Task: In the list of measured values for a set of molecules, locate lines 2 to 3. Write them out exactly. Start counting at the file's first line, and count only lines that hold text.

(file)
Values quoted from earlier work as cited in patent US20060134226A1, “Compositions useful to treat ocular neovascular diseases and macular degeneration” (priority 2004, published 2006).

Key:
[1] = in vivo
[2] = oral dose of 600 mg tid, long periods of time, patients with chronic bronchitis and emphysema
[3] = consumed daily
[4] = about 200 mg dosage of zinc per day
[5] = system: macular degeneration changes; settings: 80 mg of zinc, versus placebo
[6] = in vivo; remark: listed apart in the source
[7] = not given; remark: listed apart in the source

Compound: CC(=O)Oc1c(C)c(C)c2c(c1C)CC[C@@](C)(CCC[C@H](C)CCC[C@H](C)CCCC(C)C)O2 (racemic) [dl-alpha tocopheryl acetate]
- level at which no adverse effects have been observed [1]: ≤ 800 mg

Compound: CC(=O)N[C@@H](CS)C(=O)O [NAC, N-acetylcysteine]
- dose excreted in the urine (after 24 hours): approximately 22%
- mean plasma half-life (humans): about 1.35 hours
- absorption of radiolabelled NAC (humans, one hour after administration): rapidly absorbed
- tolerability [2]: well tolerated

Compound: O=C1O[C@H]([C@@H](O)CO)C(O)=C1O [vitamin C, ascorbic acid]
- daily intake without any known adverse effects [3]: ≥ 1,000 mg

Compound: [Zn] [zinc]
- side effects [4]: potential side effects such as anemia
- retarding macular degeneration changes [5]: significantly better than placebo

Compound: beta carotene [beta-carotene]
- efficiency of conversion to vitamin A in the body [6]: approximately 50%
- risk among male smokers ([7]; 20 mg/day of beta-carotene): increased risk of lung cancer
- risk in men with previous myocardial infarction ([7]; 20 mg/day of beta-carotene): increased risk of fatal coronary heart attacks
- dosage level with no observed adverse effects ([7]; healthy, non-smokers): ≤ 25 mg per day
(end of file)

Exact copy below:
Key:
[1] = in vivo